“They are constantly on the defensive being in school,” Jackson said. “The report told us that there desperately needs to be school climate and discipline policies to include the perspective of Black girls who don’t feel safe.”


Black female students in this school environment also face the problem of “adultification bias,” where teachers, school administrators and school police perceive them as older than white girls of the same age. This leads to more school discipline, harm and arrest of Black girls and young women, according to the report.

This was the high school experience of the 23-year-old artist and college student who goes by the name Mel de Miami. She was the only Black student in her Advanced Placement classrooms at the mostly white, liberal Miami Palmetto Senior High School.

“I was 5-feet-8 in high school, chubbyish and more developed than the girls my age,” she said. “I couldn’t even wear something showing my shoulder or [security officers] would tell me it was inappropriate. The white girls would wear super short shorts, so short they looked like denim diapers, so their whole thighs were showing, but their thighs were skinny and mine were wider because of my proportions, and it was scandalous!”

Seeking safety after a tragedy

Nationally, schools have been hardening for decades, particularly after the deadly mass shooting at Colorado’s Columbine High School in 1998. The report details how Florida schools got to this point. The 2018 mass killing at Marjory Stoneman Douglas High School in Parkland, Florida, turned the conversation over school safety and hardening measures into a public and political panic.

Florida’s answer was the 2019 Marjory Stoneman Douglas High School Public Safety Act. Based on the recommendations of the political appointees of the Marjory Stoneman Douglas High School Public Safety Commission, which convened in the wake of the shooting, the commission “prioritized criminalization” and “shut students and families most affected by school hardening out of the school safety decision-making processes,” according to the report. The SPLC filed a lawsuit against the commission in 2020 for preventing students from voicing their concerns to the body. That suit was later settled with an agreement from the commission that it would make its meetings more accessible to members of the public, including students.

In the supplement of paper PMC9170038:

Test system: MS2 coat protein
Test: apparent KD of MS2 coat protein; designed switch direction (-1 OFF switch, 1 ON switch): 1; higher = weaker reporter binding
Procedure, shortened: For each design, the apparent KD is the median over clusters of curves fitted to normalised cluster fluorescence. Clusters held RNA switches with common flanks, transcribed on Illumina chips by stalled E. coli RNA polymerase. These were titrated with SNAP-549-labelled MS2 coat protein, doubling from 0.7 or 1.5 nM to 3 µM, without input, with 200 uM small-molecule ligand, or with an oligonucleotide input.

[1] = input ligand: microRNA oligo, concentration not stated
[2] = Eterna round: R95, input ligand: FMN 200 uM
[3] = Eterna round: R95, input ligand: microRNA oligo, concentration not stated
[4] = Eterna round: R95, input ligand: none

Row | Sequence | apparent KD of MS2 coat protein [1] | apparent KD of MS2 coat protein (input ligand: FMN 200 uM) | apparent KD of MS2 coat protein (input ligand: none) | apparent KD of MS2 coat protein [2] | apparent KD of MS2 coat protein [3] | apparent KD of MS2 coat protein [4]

‘Police state’

Ultimately, M-DCPS’ spending on “public safety” more than doubled from $9.5 million in 2017-18 to over $20 million each school year since. In 2019, the SPLC released another report on the damaging effects of school hardening on students called, Safe For Whom?

Around the same time, numerous incidents of Florida police in schools abusing or arresting young Black girls and teens made national news – namely the cases of 6-year-old Kaia Rolle, teen Taylor Bracey and an unidentified middle schooler. Ultimately, the Kaia Rolle Act, which prohibits arrest of children who are 7 and younger, was passed in Florida. The SPLC Action Fund, the SPLC’s lobbying arm, pushed for raising the age to 12.

“We were looking at how do we push back on M-DCPS’ police state,” Jackson said.

The latest report was born out of a meeting between Jackson and a board member of an SPLC partner organization, Power U. The board member raised the issue of Black girls being harassed by these school officers – an issue that is usually not part of the school safety conversation. The conversation eventually led to the creation of the Keep Her Safe report by the SPLC and the NWLC. Other contributors and co-authors include girls from Girl Power Rocks, Overtown Youth Center and Power U.

Future advocacy

The young women featured in the report were not only heard, but helped write the report’s recommendations for legislators, policymakers and school district administrators. They endorse the reallocation of spending from school hardening and policing to school counselors and psychologists. Funds should also provide training for teachers to recognize when a student is having a mental or emotional health crisis. The report emphasizes the use of proven, alternative disciplinary measures over policing.

On March 10, five of the report’s student authors received advocacy training from the NWLC and the SPLC.

“We want the girls to lead the advocacy in their community, not us,” Jackson said.

For S.D., that advocacy cannot come too soon.

“Before I participated in the report, I wanted to be a hospital nurse, but it was a learning experience for me,” she said. “Now I’m looking at social work, psychology or psychiatric advocacy.”

Photo at top: Keep Her Safe: Centering Black Girls in School Safety, a report co-produced by the National Women’s Law Center and the Southern Poverty Law Center, addresses the issues faced by Black girls who are current or former students in the Miami-Dade County Public Schools. (Credit: SPLC).